These products are just a few examples of the various formulations that incorporate Loh Bhasma as an ingredient. It is important to note that the specific composition, dosage, and efficacy of these products may vary. It is recommended to consult with a qualified Ayurvedic practitioner or healthcare professional before using any of these products, as they can provide personalized advice based on individual needs and health conditions.

Herbs Alphabetical List

Adraka (Zingiber Officinale), Agar Agar (Gelidium Amansii), Ajamoda (Carum Roxburghianum), Ajwain (Trachyspermum Ammi), Aloevera (Aloe Barbadensis), Alsi (Linum Usitatissimum), Amaltaas (Cassia Fistula), Amla (Emblica Officinalis), Amrapandhi haridra (Curcuma Amada) , Ananthamoola (Hemidesmus Indicus), Apamarg (Achyranthes Aspera), Arand Beej (Ricinus Communis), Arjun (Terminalia Arjuna), Ashoka (Saraca Indica), Ashwagandha (Withania Somnifera), Atibala         (Abutilon Indicum), Babool Gond (Acaia Arabica), Bael / Belpatre (Aegle Marmelos), Bahera (Terminalia Bellirica), Bansa (Adhatoda Vasica), Bavding (Embelia Ribes), Bharangi (Clerodendrum Serratum), Bhringaraj (Eclipta Alba), Bhuiamla (Phyllanthus Niruri), Bhutrina (Cymbopogon Citrastus), Bola (Commiphora Myrrha), Brahmi (Herpestis Monniera), Chandrashoor (Lepidium Sativum), Chameli (Jasminum Officinale), Chirayta (Swertia Chirata), Chirongi Oil (Buchanania Latifolia), Chitra (Plumbago Zeylanica), Dadima Beej (Punica Granatum), Dalchini  (Cinnamomum Zeylanicum), Daruhaldi (Berberis Aristate), Devdaru (Cedrus Deodara), Dhataki (Woodfordia Fruticosa), Draksha (Vitis Vinifera), Gairik (Ochre), Gajar (Daucus Carota), Gali Pan / Paan (Betel Pepper), Gandhpura Oil (Gaultheria Fragrantissima), Garlic Shuddha (Allium Sativum), Goat Milk, Wheat Grass Oil (Triticum Sativum), Gokharu (Tribulus Terrestris), Gorakhganja (Aerva Lanata), Gudmar (Gymnema Sylvestre), Guduchi (Tinosora Cordifolia), Gulab (Rosa Centifolia), Gular (Ficus Glomerata Roxb.), Hadjod (Cissus Quadranglaris), Haldi (Curcuma Longa), Hansraj  (Adiantum Lunulatum), Harad (Terminalia Chebula), Harshingar (Nyctanthes Arbor-Tristis), Hingu (Ferula Ashafoetida), Honey, Indrajaw (Holarrhena Antidysenterica), Ispaghul Husk (Plantago Ovata), Jaiphal (Myristica Fragrans), Jamun (Eugenia Jambolana), Jarul (Lagerstroemia Flos-Reginae Retz), Jatamansi (Nardostachys Jatamansi), Java Kushum (Hibiscus Rosasinensis), Jeera (Cuminum Cyminum), Jyotishmati (Celastrus Paniculatus), Kakarsingi (Pistacia Integerrima), Kali Mirach (Piper Nigrum), Kallaungi (Nigella Sativa), Kalmegh (Andrographis Peniculata), Kantkari (Solanum Xanthocarpum), Kapoor (Cinnamomum Camphora), Kapoor Tulsi (Ocimum Americanum), Karanja (Pongamia Glabra), Karela (Momordica Charantia), Kasni (Cichorium Intybus), Kaunch Beej (Mucuna Pruriens), Khadir (Acacia Catechu), Khatmi (Althaea Officinalis), Kiwi (Actinidia Deliciosa), Kulattha (Dolichos Biflorus), Kumkum/Kesar (Crocus Sativas), Kuth (Saussurea Costus), Kutki (Picrorhiza Kurroa), Lajjalu Mool (Mimosa Pudica), Laksha (Laccifer Lacca), Lal Chandan (Pterocarpus Santalinus), Lata Karanj (Caesalpinia Bonducella Fleming), Lavang (Caryophyllus Aromaticus), Lodhra (Symplocos Racemosa), Makoy (Solanum Nigrum), Manjishtha (Rubia Cordifolia), Mehandi Pan (Lawsonia Alba), Methi (Trigonella Foenum-Graecum), Mooli (Raphanus Sativus), Mulethi (Glycyrrhiza Glabra), Mundi (Sphaeranthus Indicus), Mustaka (Cyperus Rotundus), Nagar Moth (Cyperus Scariosus), Nagbala (Sida Veronicaefolia), Nagkesar (Mesua Ferrea), Naryan/Coconut Oil (Cocos Nucifera) , Neem (Azadirachta Indica), Nilgiri Oil (Eucalyptus Glabulus), Nimbu (Citrus Limon), Nirgundi (Vitex Negundo), Nisoth (Ipomoea Turpethum), Oyester Shell, Padmaka (Prunus Puddum), Palash (Butea Frondosa), Papaya (Carica Papaya), Pashanh Bedh (Coleus Aromaticus), Pipal (Ficus Religiosa), Pipli (Piper Longum), Pitpara (Fumaria Officinalis), Pudina (Mentha Piperata), Punarnava (Boerhaavia Diffusa), Pushkar Mool (Inula Racemosa), Rama Tulsi (Ocimum Gratissimum), Rasana (Pluchea Lanceolata), Revand Chini (Rheum Emodi), Roheda (Tecomella Undulata), Rosary Tulsi (Ocimum Canum), Saindhav Lavan (Chloride of Sodium), Salaki (Boswellia Serrata), Sanay (Cassia Angustifolia), Saunf (Foeniculum Vulgare), Sevam (Pyrus Malus), Shankpushpi (Convolvulus Pluricaulis), Sharpunkha (Tephrosia Purpurea), Shatavari (Asparagus Racemosus), Shetal Chini (Piper Cubeba), Shigru (Moringa Pterygosperma), Shudh Kuchla (Strychnos Nux Vomica Linn), Shyama Tulsi (Ocimum Tenuiflorum), Shyonak (Oroxylum Indicum), Siras (Albizzia Lebbeck Benth), Somlata (Ephedra Vulgaris), Soya Been Oil (Glycine Max), St John's Wort Ext. (Hypericum Perforatum), Sudh Guggul (Balsamodendron Mukul), Sudh Shilajeet (Asphaltum Punjabinum),  Sukshmela (Elettaria Cardamomum), Suranjan Siri (Colchicum Luteum), Svet Chandan (Santalum Album), Svet Moosali (Asparagus Adscenden), Tagar (Valeriana Wallichii), Tejpatra (Cinnamomum Tamala), Terpentine Oil (Pinus Palustris), Til Oil (Sesamum Indicum), Tulsi (Ocimum Sanctum), Ulathkamal (Ambroma Augusta), Vach (Acorus Calamus), Vidari (Pueraria Tuberosa), Van Tulsi (Ocimum Basilicum), Varuna (Crataeva Nurvala), Vijaysaar (Pterocarpus Marsupium), Zoofa (Hyssopus Officinalis)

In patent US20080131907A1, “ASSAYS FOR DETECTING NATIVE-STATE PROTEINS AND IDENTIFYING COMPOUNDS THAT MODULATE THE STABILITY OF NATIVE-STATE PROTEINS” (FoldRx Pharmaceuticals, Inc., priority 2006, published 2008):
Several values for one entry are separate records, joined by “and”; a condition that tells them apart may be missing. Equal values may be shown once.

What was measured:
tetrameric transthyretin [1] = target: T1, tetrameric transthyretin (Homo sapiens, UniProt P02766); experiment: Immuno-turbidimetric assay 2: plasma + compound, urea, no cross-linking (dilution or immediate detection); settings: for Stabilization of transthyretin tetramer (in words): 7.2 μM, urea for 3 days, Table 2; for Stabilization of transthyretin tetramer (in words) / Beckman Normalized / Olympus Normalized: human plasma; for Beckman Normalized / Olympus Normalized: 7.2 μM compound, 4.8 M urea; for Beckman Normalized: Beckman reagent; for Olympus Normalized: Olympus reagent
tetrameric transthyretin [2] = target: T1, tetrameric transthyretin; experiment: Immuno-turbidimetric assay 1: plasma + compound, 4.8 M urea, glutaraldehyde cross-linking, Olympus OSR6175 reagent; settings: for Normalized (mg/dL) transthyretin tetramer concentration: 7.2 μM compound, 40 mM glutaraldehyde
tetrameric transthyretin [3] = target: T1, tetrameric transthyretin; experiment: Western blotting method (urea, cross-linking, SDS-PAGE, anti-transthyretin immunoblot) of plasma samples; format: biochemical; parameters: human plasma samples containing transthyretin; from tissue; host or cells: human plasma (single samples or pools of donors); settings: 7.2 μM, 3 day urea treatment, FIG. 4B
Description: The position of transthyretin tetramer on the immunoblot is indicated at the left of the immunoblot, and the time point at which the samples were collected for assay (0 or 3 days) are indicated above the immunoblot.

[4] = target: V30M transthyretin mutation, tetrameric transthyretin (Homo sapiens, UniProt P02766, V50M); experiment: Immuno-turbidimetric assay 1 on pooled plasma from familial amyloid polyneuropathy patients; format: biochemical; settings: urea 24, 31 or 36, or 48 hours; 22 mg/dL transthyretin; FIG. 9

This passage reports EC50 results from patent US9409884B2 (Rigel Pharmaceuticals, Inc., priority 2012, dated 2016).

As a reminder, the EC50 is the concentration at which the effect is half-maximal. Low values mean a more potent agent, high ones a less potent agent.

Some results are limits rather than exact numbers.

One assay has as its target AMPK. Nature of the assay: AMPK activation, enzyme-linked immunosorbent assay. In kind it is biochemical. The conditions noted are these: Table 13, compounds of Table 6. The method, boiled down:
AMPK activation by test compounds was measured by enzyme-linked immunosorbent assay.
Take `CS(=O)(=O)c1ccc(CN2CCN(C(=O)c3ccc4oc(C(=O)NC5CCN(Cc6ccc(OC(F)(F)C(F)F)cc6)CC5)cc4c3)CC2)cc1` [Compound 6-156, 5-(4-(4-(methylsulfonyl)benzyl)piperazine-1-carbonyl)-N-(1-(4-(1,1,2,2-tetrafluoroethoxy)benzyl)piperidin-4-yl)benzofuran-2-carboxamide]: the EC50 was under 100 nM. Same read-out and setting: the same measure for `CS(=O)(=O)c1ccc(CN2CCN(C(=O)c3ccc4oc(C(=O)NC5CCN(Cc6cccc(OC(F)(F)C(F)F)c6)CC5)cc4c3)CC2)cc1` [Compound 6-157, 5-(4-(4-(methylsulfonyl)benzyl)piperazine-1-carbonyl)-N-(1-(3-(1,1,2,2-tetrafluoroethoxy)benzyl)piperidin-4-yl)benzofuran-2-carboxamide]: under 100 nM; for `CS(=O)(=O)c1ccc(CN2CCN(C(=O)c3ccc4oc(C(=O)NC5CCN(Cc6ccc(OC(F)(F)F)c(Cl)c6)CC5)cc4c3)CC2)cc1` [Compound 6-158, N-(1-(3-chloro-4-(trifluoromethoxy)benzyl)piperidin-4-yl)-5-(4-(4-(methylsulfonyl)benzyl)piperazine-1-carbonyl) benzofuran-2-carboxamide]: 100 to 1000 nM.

The information provided here is for informational purposes only and should not replace professional medical advice. Always consult a qualified healthcare practitioner for personalized guidance.